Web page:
Relativistic views often involve the defender of them in hypocrisy and self-defeating statements, because relativistic ideas are normally self-contradictory. You cannot avoid having an ideology. An ideology is just a set of ideas about what is true and right. If Ronson believes that one should not make ideology more important than people, then that is his ideology. If the measure of people making their ideology more important than other people, is shouting at them or causing them pain, then doesn’t that mean Ronson has also made his ideology more important than people in shouting at them? There will come a time in any ideology of the good when you will have to hold people accountable to it, and that will never be a pleasant affair. People are going to get hurt. But it is unavoidable. You can set up humane and compassionate rules for how that accountability process has to take place, but if a community is going to be a moral community, there must, at least sometimes, be some sort of community sanction.
The moral motivation behind relativism has some legitimacy. Relativism in the West has been an attempt to inspire compassion to people with different ideas and values, but it is definitely a very wrong way to do it, that ultimately undermines true compassion. The concern is “ideological violence” but even the police are violent against individuals based on an ideology of what is good. The police and the officials of the criminal justice system believe that if people do certain things, they must be brought in front of a court to answer for and be sentenced for it, violently and coercively if necessary. The Allies were violent against the Nazis and their allies based on an ideology of the good. All violence is ideological. All violence presupposes that getting what the violence will get you is worth the violence. So one cannot pretend that the problem with violence or aggression is that it is ideological. The only thing you reveal by complaining about “ideological violence” or ideological aggression is that you don’t agree with the ideology in the name of which violence or aggression is being perpetrated. But you are disagreeing in an irrational way.
The way to prevent people from killing each other in the name of their values is not to declare that there are no objective values or objective ideologies. The solution to illegitimate violence, aggression and malice is to take seriously the virtue of mercy. Mercy does not try to say that we can treat people well because they’ve not really done anything wrong ( as relativism does). That, in actual fact, undermines mercy and compassion, because it means that you can only treat someone well when you don’t believe them to have done anything wrong. This is the anti-mercy implication of LGBT activists claiming that you must approve of homosexuality in order to be compassionate to homosexuals. That is a complete inversion of what compassion means. Compassion precisely presupposes disapproval. If you can only be compassionate if you approve of people, then how are you supposed to treat people you disapprove of? And if you think like this, doesn’t that mean that you must then, of logical necessity, hate the people you disapprove of? If you believe that goodwill cannot coexist with disapproval, then your disapproval justifies, even necessitates, hatred. I think this lie is entrenched in the culture and will leave a bitter legacy.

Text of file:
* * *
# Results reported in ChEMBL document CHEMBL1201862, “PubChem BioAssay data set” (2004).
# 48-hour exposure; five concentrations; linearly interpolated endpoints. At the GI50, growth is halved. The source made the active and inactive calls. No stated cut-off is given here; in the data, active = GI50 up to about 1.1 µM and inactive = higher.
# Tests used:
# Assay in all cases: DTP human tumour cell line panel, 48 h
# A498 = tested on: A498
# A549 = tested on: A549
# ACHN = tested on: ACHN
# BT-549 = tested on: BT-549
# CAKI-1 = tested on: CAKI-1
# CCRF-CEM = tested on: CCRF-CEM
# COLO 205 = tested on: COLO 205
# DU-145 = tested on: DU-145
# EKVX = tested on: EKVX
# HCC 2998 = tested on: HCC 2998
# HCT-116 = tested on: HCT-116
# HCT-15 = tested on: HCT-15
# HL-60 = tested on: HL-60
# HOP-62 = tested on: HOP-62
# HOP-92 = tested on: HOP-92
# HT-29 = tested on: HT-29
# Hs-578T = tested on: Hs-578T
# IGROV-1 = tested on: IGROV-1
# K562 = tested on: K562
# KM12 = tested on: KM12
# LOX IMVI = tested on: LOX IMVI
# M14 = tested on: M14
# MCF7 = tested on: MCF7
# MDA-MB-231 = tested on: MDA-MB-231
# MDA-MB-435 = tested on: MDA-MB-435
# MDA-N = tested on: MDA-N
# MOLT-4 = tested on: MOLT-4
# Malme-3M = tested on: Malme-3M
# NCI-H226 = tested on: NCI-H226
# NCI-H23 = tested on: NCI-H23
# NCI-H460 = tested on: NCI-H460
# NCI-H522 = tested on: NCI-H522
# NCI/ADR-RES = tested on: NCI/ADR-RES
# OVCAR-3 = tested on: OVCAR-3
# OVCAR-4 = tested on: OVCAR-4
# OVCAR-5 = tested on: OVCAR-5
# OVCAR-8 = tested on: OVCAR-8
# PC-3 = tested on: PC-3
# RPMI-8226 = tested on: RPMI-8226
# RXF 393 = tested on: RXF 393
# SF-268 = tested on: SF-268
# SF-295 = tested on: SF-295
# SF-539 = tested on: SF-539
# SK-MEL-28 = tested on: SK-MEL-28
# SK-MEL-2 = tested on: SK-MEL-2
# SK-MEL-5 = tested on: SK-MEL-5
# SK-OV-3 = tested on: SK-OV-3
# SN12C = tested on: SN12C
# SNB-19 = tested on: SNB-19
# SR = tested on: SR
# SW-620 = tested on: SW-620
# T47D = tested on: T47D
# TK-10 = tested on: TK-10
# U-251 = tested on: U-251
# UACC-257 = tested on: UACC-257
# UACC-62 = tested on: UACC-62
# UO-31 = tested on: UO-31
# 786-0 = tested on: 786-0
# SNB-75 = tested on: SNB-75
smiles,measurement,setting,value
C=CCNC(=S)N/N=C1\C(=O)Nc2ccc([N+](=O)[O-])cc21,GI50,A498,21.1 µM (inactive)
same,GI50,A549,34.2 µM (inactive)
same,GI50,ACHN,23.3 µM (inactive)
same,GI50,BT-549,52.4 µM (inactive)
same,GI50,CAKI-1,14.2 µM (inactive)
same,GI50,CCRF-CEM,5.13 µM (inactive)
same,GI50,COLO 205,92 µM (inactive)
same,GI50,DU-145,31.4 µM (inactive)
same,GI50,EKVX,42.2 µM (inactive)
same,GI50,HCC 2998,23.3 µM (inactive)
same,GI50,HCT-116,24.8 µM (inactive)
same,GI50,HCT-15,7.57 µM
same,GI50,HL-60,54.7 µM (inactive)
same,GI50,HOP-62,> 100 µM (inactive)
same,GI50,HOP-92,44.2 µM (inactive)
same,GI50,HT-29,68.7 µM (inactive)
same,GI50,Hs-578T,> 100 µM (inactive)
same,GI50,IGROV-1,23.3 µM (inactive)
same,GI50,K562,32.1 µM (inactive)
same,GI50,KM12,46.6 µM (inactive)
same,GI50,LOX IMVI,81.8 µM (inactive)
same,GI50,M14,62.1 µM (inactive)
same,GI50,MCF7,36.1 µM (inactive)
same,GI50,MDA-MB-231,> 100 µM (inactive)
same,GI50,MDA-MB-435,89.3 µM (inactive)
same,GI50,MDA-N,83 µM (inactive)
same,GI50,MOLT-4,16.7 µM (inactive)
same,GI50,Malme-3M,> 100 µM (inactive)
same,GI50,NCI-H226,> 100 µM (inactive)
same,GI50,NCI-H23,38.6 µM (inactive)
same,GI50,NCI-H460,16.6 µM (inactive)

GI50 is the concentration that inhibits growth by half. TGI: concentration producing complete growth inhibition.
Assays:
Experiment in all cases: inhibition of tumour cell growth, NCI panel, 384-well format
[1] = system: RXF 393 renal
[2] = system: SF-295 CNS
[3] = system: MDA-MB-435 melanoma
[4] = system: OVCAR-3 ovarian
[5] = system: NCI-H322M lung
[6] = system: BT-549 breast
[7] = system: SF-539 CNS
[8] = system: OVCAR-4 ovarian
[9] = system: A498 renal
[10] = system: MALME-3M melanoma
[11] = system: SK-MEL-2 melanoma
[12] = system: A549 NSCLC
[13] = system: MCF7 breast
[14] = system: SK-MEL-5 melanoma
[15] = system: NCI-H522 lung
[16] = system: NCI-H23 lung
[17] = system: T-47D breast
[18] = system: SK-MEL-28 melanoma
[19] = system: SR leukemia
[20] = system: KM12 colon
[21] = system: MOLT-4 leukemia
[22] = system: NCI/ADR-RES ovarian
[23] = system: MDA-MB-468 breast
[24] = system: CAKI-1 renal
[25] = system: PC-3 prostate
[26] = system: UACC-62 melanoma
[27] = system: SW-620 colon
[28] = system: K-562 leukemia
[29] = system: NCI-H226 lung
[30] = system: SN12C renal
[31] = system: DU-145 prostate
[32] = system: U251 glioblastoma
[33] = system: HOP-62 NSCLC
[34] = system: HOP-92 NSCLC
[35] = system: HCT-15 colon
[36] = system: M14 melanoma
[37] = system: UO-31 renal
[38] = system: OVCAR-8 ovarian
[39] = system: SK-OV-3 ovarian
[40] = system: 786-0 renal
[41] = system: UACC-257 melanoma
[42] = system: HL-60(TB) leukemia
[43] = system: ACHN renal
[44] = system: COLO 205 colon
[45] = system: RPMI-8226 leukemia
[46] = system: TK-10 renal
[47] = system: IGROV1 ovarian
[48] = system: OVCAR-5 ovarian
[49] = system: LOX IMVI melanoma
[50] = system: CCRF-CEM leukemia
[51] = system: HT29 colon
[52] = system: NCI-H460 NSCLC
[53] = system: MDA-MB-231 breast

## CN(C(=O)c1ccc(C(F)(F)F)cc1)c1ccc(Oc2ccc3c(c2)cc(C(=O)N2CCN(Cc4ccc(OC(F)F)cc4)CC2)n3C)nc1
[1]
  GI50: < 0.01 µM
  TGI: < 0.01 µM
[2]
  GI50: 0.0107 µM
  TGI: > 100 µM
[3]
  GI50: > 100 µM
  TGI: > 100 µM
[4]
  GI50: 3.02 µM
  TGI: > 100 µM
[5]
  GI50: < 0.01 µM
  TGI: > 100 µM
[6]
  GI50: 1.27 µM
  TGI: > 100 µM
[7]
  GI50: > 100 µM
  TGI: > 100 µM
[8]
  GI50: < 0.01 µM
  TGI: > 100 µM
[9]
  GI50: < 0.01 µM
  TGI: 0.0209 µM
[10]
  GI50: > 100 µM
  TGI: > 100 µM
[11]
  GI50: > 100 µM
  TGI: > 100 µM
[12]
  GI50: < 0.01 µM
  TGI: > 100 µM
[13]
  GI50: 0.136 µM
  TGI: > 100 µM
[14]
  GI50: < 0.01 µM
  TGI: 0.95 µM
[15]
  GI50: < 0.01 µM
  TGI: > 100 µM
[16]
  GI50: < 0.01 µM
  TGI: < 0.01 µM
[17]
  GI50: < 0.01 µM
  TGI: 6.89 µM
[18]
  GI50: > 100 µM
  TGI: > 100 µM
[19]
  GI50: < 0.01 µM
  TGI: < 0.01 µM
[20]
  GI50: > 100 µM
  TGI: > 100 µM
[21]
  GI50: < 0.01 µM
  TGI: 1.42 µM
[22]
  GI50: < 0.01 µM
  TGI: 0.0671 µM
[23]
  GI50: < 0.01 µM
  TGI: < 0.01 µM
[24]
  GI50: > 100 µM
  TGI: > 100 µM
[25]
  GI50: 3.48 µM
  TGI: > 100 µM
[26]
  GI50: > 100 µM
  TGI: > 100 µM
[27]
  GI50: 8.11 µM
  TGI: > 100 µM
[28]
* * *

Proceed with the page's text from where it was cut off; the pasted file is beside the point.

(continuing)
Mercy accepts in an unqualified way that the person has done wrong, even severely wrong, and is fully responsible for it without making any excuses for them, and yet, offers benevolence and goodwill. This is the message of the cross of Christ. Jesus says in John 13:34:
A new command I give you: Love one another. As I have loved you, so you must love one another. By this everyone will know that you are my disciples, if you love one another.
Jesus loved us by not identifying us with our sin, but showing mercy and dying for us. If Jesus loved us this way, then we must love others that way too. Romans 5:8 says:
But God demonstrates his own love for us in this: While we were still sinners, Christ died for us.
And so we must treat others. We must not sit in judgment on each other and attempt to punish each other. We must leave judgment and punishment to the throne of the Almighty, and then we must show mercy. Showing mercy does not mean failing to tell people they’re doing wrong, or not thinking them wrong when they do wrong. It means we can have goodwill and act benevolently to people even though they’re doing and believing wrong.
 Jon Ronson, So You’ve Been Publicly Shamed, (New York: Penguin, 2015) p. 173